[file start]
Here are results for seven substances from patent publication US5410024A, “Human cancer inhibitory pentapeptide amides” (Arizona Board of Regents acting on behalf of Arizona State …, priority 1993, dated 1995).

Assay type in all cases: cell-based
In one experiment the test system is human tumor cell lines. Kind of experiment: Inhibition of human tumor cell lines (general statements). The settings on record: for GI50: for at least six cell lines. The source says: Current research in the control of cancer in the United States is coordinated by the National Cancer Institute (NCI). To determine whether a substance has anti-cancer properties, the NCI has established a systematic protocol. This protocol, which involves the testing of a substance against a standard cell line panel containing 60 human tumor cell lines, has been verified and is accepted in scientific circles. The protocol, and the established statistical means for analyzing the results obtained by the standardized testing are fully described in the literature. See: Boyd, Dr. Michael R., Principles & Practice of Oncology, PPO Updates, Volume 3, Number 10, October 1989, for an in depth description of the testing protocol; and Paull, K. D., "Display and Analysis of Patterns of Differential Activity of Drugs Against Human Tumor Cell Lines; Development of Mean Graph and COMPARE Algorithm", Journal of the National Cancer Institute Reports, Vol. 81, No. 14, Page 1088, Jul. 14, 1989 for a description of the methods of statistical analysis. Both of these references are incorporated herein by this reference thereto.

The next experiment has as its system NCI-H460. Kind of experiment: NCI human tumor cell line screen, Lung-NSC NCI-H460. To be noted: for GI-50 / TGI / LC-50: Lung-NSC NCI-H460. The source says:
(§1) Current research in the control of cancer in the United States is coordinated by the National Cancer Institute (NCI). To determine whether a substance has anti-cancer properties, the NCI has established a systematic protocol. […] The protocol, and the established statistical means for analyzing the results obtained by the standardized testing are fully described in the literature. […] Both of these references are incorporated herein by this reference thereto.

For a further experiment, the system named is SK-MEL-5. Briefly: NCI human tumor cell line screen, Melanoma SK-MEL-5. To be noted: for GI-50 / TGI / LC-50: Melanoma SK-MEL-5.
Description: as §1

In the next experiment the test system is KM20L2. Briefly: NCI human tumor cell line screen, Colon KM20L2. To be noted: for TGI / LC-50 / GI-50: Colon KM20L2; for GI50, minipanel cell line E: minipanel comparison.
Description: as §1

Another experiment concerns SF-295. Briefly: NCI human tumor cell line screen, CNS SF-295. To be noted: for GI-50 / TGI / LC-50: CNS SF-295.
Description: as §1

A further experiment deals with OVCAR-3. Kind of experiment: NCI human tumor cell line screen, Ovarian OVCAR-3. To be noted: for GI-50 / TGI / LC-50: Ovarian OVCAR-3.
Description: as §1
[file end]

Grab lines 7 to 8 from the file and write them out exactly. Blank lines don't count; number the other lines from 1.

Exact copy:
Description: as §1

In the next experiment the test system is KM20L2. Briefly: NCI human tumor cell line screen, Colon KM20L2. To be noted: for TGI / LC-50 / GI-50: Colon KM20L2; for GI50, minipanel cell line E: minipanel comparison.